tion is an n-dimensional surface in the (n + 1)-dimensional space.

Usually, a two-dimensional representation of a three-dimensional

plot can be drawn. Thus, if there are three or more variables, the

plot visualization is possible only if one or more variables are set

to a constant value. Fig. 1 illustrates some profile for the quadratic

response surface plot in the optimization of two variables. Fig. 1(a

and b) represents surfaces where the maximum point is located

inside the experimental region. It is interesting to note that, in sur-

face shown in Fig. 1(b), there is a plateau in relation to variable

x 2 , indicating that variation of its levels does not affect the stud-

ied system. Surface shown in Fig. 1(c) shows that the maximum

point is outside the experimental region and that it is necessary

to displace, if possible, the initial design to attain it. The surface

shown in Fig. 1(d) presents a minimum point, and that shown in

Fig. 1(e) presents a saddle point as the critical point. The saddle

point is an inflexion point between a relative maximum and a rela-

tive minimum. If the purpose is to obtain a maximum or minimum

response to a studied system, the saddle point coordinates do not

serve as optimal values. Again, it is possible to find the optimum

region through visual inspection of the surfaces.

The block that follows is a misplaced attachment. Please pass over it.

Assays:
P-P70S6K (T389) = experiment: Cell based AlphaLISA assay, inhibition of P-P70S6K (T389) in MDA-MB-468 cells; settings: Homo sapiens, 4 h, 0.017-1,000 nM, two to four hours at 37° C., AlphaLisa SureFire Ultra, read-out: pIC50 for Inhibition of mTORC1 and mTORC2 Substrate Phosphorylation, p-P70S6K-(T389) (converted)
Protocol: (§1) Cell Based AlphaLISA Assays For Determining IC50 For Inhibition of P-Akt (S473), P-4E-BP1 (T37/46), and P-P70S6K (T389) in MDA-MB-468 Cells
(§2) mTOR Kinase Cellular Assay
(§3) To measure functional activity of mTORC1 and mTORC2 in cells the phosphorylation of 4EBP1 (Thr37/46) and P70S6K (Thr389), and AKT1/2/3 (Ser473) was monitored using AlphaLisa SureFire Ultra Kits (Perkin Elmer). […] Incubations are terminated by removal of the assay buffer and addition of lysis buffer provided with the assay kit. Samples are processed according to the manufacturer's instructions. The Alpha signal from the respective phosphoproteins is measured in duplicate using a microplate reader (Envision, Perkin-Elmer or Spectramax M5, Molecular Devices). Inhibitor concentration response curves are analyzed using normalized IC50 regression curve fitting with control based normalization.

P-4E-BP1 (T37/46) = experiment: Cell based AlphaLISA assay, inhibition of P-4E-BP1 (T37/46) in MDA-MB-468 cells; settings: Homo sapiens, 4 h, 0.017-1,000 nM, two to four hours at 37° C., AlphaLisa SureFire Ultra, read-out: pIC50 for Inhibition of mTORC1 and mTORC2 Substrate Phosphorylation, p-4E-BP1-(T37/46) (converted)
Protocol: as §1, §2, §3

M.A. Bezerra et al. / Talanta 76 (2008) 965–977

969

M.A. Bezerra et al. / Talanta 76 (2008) 965–977 969 Fig. 1. Some profiles of surface

Fig. 1. Some profiles of surface response generated from a quadratic model in the optimization of two variables. (a) maximum, (b) plateau, (c) maximum outside the

experimental region, (d) minimum, and (e) saddle surfaces.

  • 4. Symmetrical second-order experimental designs and

their applications in analytical chemistry

  • 4.1. Full three-level factorial designs

Full three-level factorial design is an experimental matrix that

has limited application in RSM when the factor number is higher

than 2 because the number of experiments required for this design

(calculated by expression N = 3 k , where N is experiment number

and k is factor number) is very large, thereby losing its efficiency

in the modeling of quadratic functions. Because a complete three-

level factorial design for more than two variables requires more

experimental runs than can usually be accommodated in practice,

designs that present a smaller number of experimental points, such

as the Box–Behnken, central composite, and Doehlert designs, are

more often used [11]. However, for two variables, the efficiency is

comparable with designs such as central composite [12].

Fig. 2(a and b) shows the representation of the three-level fac-

torial designs for the optimization of two and three variables,